These are bodies established by Acts of parliament to exercise judicial or quasi-judicial functions.
Tribunals supplement ordinary courts in the administration of justice.
All tribunals are governed by the principals of natural justice i.e.
a) Person shall be condemned unheard
b) No person shall be a judge in his own case
Tribunals enjoy certain advantages over ordinary courts:
1.Cheap: It is relatively cheaper to see a dispute through a tribunal than an ordinary court
hence there is a saving on cost.
2.Policy and other matters: Tribunals incorporate policy considerations among other
matters in their decision making process and therefore arrive at balanced decisions.
3. Informality:Tribunals are less technical i.e are free from technicalities of procedure or otherwise which characterize ordinary courts.
4. Flexibility: Tribunals are not bound by previous decisions. This gives them the required flexibility to explore in decision-making.
5. Expert knowledge and specialization:Tribunals are specialized in that they deal with similar disputes all through. Expertise is built on experience.
6. Convenience: Tribunals in certain circumstances sit at the convenience of the parties.
They generally use languages familiar to the parties.
7. Relieve over burdened courts: Tribunals compliment ordinary courts in the administration of justice by dealing with certain disputes.
1. Legal representation: May be limited or non- existent
2. Tribunals generally exercise unregulated discretion
3. Decisions of certain tribunals may not be appealed against.
EXAMPLES OF TRIBUNALS
1. Industrial court
2. Rent tribunal
3. Business premises tribunal
4. Insurance appeals tribunal (Insurance Act2)
5. Land Tribunals (Sec. 9B of the Magistrates Court Act)
6. Capital Markets Tribunal (Capital Markets Act3)
Establishment:It is established by section 14 (1) of the Trade Disputes Act.
Composition:The court consists of a judge appointed by the President. He sits with 2 other persons selected by him from a panel of 4 persons appointed by the Minister for Labour in consultation with the Central Organisation of Trade Unions (COTU) and Federation of Kenya Employers. Currently there are 2 industrial court judges.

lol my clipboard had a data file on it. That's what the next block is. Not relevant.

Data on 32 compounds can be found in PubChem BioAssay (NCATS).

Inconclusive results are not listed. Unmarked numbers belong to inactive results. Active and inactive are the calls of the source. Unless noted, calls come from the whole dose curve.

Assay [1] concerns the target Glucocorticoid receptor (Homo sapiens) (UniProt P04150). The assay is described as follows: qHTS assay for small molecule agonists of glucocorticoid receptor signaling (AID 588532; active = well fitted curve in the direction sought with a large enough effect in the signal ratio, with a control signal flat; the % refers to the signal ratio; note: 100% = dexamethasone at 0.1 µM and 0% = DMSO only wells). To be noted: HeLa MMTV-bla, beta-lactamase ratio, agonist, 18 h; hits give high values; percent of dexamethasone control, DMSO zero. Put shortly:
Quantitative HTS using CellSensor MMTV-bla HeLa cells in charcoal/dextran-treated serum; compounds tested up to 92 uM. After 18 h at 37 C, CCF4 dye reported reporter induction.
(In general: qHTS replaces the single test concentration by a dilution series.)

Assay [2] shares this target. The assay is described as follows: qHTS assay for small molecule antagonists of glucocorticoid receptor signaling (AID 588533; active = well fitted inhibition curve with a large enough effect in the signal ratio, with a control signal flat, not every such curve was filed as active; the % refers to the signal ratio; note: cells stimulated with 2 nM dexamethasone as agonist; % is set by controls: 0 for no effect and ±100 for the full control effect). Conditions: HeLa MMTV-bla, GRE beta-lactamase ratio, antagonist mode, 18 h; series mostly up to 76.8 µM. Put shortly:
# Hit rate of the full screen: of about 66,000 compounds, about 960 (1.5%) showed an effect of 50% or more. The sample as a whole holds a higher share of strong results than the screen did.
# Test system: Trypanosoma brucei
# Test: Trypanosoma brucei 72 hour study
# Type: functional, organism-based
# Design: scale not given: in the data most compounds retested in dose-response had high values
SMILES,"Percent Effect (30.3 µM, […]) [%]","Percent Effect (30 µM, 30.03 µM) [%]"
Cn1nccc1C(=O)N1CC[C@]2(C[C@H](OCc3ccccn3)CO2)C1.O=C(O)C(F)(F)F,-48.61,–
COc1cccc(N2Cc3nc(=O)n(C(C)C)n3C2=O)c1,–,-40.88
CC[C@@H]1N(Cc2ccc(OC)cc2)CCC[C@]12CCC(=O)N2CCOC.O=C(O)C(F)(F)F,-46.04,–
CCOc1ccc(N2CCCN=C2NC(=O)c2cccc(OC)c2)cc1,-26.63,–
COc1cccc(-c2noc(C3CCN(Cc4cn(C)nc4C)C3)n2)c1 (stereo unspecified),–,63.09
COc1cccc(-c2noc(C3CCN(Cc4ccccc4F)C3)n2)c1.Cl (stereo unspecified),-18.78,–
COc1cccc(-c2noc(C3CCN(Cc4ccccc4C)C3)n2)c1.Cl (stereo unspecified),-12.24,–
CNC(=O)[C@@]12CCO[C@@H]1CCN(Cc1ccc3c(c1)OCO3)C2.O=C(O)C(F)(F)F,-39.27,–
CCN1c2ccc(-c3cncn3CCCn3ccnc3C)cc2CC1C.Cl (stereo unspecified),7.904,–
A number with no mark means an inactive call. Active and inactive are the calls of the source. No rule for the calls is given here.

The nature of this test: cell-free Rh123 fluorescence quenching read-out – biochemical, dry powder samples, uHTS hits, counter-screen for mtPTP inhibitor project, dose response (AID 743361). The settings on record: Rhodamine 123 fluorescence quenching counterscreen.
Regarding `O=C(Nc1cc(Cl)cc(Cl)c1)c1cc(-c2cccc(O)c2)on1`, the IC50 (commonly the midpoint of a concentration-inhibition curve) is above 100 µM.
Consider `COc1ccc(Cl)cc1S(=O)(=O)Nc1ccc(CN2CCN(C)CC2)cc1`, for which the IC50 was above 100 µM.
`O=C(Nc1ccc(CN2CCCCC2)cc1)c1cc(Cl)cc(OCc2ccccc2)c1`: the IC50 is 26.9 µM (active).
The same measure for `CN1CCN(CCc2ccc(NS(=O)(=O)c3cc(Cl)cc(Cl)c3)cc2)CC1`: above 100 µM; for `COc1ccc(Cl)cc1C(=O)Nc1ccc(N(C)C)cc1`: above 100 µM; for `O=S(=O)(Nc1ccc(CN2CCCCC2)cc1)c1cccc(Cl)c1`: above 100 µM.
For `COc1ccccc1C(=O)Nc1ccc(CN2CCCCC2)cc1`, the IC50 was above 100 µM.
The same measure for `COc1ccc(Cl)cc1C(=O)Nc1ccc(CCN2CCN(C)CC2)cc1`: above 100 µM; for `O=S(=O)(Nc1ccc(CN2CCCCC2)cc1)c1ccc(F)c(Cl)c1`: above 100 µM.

Jurisdiction:It exercises limited original jurisdiction in relation to industrial disputes e.g. between employees and employers or between employers and their trade union.
Disputes may be referred to the court by the minister for labour or a registered trade union.
Decisions of the court are known as Awards and are final. Under section 17 (1) of the Trade
Disputes Act, an award cannot be appealed against, stayed, restrained or be reviewed.
An award must be published in the Kenya Gazette whereupon it is effective. The court maintains a register of all collective agreements registered by it.
The essence of the industrial court is to promote industrial harmony.
Establishment:It is established by Section 4 (1) of the Rent Restriction Act4.
Composition:It consists of the chairman and other persons appointed by the Minister in chargeof Housing. To qualify for appointment as chairman, one must be an advocate of not less than 5 years standing.
One of the other persons appointed by the Minister must be the deputy chairman.
Jurisdiction:It exercises original jurisdiction in civil cases between landlords and tenants ofresidential premises whose monthly rent does not exceed Kshs 2,500.00. Decisions of the Tribunal may be appealed against in the High Court.
POWERS AND FUNCTIONS OF THE RENT TRIBUNAL
1. To assess the standard rent of any premises on its own motion or on application.
2. To determine the date from which such rent is payable.
3. To apportion rent between tenants where tenancy is shared.
4. To facilitate vacant possession of premises to enable the landlord do repairs or erect additional buildings.
5. To facilitate recovery of rent arrears by the land lord.
6. To permit the levy of distress for rent.
7. To employ clerks, valuers and other persons to enable it discharge its obligations.
BUSINESS PREMISES TRIBUNAL
Establishment:It is established by section 11 (1) of the Land Lord and Tenant (shops, hotel sand catering establishments) Act5.
Composition:It consists of the chairman and other persons appointed by the Minister for Commerce. The chairman must be an advocate of not less than 5 years standing.
Jurisdiction:It exercises jurisdiction in civil cases between landlords and tenants of commercial premises where the tenancy is „controlled.‟
Under section 2 (1) of the Act, a controlled tenancy is a tenancy of a shop, hotel or catering establishment which has not been reduced into writing or has been reduced into writing but does not exceed 5 years and contains provision for termination.
Decisions of the tribunal may be appealed against in the High Court.
POWERS AND FUNCTIONS OF THE BUSINESS PREMISES TRIBUNAL
1.To determine whether the tenancy is controlled or not.
2. To determine the rent payable in respect of a controlled tenancy upon application
3. To apportion rent between tenants where a controlled tenancy is shared.
4. To permit the levy of distress for rent.
5. To vary or rescind its own decisions
6. To compel the landlord to compensate the tenant for any loss occasioned by termination of the tenancy.